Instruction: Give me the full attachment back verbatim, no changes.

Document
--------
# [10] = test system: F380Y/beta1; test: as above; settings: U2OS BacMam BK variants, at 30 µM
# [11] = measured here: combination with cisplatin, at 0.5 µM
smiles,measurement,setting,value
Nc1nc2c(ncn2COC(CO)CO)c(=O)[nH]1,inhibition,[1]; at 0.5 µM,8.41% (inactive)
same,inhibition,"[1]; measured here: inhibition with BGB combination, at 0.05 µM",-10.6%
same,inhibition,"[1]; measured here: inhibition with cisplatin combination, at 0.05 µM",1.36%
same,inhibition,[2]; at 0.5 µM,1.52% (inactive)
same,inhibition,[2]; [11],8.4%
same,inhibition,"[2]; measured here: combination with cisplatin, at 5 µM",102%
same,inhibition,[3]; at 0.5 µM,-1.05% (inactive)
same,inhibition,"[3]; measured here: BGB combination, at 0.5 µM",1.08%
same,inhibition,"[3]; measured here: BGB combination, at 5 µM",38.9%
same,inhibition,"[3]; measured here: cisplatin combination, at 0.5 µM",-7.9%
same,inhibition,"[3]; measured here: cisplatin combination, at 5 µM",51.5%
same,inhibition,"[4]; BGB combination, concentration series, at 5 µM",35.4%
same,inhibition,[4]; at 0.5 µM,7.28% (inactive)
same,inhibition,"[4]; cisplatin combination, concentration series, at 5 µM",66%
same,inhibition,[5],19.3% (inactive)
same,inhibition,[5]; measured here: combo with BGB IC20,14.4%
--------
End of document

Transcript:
# [10] = test system: F380Y/beta1; test: as above; settings: U2OS BacMam BK variants, at 30 µM
# [11] = measured here: combination with cisplatin, at 0.5 µM
smiles,measurement,setting,value
Nc1nc2c(ncn2COC(CO)CO)c(=O)[nH]1,inhibition,[1]; at 0.5 µM,8.41% (inactive)
same,inhibition,"[1]; measured here: inhibition with BGB combination, at 0.05 µM",-10.6%
same,inhibition,"[1]; measured here: inhibition with cisplatin combination, at 0.05 µM",1.36%
same,inhibition,[2]; at 0.5 µM,1.52% (inactive)
same,inhibition,[2]; [11],8.4%
same,inhibition,"[2]; measured here: combination with cisplatin, at 5 µM",102%
same,inhibition,[3]; at 0.5 µM,-1.05% (inactive)
same,inhibition,"[3]; measured here: BGB combination, at 0.5 µM",1.08%
same,inhibition,"[3]; measured here: BGB combination, at 5 µM",38.9%
same,inhibition,"[3]; measured here: cisplatin combination, at 0.5 µM",-7.9%
same,inhibition,"[3]; measured here: cisplatin combination, at 5 µM",51.5%
same,inhibition,"[4]; BGB combination, concentration series, at 5 µM",35.4%
same,inhibition,[4]; at 0.5 µM,7.28% (inactive)
same,inhibition,"[4]; cisplatin combination, concentration series, at 5 µM",66%
same,inhibition,[5],19.3% (inactive)
same,inhibition,[5]; measured here: combo with BGB IC20,14.4%